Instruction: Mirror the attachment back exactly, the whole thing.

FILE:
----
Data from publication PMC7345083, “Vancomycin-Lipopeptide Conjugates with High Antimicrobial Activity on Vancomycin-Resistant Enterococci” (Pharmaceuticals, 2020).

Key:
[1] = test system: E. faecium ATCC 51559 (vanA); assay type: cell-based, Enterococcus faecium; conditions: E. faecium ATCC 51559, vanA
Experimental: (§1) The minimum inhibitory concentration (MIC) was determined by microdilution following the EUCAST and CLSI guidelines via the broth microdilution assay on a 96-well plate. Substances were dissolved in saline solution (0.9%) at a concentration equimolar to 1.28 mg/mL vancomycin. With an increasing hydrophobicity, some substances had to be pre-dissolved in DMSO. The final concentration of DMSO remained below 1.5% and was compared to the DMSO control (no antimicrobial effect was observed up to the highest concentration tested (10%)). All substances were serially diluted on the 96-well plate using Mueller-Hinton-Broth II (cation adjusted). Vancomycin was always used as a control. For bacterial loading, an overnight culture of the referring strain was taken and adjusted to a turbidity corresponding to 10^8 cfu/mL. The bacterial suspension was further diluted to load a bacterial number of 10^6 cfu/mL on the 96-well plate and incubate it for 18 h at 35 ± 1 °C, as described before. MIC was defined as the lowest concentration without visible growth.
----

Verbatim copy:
Data from publication PMC7345083, “Vancomycin-Lipopeptide Conjugates with High Antimicrobial Activity on Vancomycin-Resistant Enterococci” (Pharmaceuticals, 2020).

Key:
[1] = test system: E. faecium ATCC 51559 (vanA); assay type: cell-based, Enterococcus faecium; conditions: E. faecium ATCC 51559, vanA
Experimental: (§1) The minimum inhibitory concentration (MIC) was determined by microdilution following the EUCAST and CLSI guidelines via the broth microdilution assay on a 96-well plate. Substances were dissolved in saline solution (0.9%) at a concentration equimolar to 1.28 mg/mL vancomycin. With an increasing hydrophobicity, some substances had to be pre-dissolved in DMSO. The final concentration of DMSO remained below 1.5% and was compared to the DMSO control (no antimicrobial effect was observed up to the highest concentration tested (10%)). All substances were serially diluted on the 96-well plate using Mueller-Hinton-Broth II (cation adjusted). Vancomycin was always used as a control. For bacterial loading, an overnight culture of the referring strain was taken and adjusted to a turbidity corresponding to 10^8 cfu/mL. The bacterial suspension was further diluted to load a bacterial number of 10^6 cfu/mL on the 96-well plate and incubate it for 18 h at 35 ± 1 °C, as described before. MIC was defined as the lowest concentration without visible growth.